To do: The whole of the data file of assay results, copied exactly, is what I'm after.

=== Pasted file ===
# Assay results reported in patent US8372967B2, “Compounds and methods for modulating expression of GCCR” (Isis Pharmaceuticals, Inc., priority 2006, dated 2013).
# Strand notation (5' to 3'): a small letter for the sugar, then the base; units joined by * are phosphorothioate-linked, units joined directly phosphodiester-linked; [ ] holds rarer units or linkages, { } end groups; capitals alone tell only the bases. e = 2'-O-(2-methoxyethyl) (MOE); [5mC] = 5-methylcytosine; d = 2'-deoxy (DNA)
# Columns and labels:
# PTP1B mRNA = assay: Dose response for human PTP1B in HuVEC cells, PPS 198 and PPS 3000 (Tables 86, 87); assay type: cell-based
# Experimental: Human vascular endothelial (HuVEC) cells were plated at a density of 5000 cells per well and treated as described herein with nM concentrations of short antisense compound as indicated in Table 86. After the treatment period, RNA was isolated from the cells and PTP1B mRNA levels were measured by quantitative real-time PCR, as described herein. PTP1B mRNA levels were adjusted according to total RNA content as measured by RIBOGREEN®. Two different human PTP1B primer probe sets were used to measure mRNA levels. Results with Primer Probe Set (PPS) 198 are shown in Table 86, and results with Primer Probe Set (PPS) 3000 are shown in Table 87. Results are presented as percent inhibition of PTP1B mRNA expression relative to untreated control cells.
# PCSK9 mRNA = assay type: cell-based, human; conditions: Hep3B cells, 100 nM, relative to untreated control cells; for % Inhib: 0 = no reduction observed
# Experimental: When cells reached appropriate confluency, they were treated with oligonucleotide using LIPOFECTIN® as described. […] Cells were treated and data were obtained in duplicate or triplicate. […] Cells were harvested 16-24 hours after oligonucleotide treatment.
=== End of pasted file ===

# Assay results reported in patent US8372967B2, “Compounds and methods for modulating expression of GCCR” (Isis Pharmaceuticals, Inc., priority 2006, dated 2013).
# Strand notation (5' to 3'): a small letter for the sugar, then the base; units joined by * are phosphorothioate-linked, units joined directly phosphodiester-linked; [ ] holds rarer units or linkages, { } end groups; capitals alone tell only the bases. e = 2'-O-(2-methoxyethyl) (MOE); [5mC] = 5-methylcytosine; d = 2'-deoxy (DNA)
# Columns and labels:
# PTP1B mRNA = assay: Dose response for human PTP1B in HuVEC cells, PPS 198 and PPS 3000 (Tables 86, 87); assay type: cell-based
# Experimental: Human vascular endothelial (HuVEC) cells were plated at a density of 5000 cells per well and treated as described herein with nM concentrations of short antisense compound as indicated in Table 86. After the treatment period, RNA was isolated from the cells and PTP1B mRNA levels were measured by quantitative real-time PCR, as described herein. PTP1B mRNA levels were adjusted according to total RNA content as measured by RIBOGREEN®. Two different human PTP1B primer probe sets were used to measure mRNA levels. Results with Primer Probe Set (PPS) 198 are shown in Table 86, and results with Primer Probe Set (PPS) 3000 are shown in Table 87. Results are presented as percent inhibition of PTP1B mRNA expression relative to untreated control cells.
# PCSK9 mRNA = assay type: cell-based, human; conditions: Hep3B cells, 100 nM, relative to untreated control cells; for % Inhib: 0 = no reduction observed
# Experimental: When cells reached appropriate confluency, they were treated with oligonucleotide using LIPOFECTIN® as described. […] Cells were treated and data were obtained in duplicate or triplicate. […] Cells were harvested 16-24 hours after oligonucleotide treatment.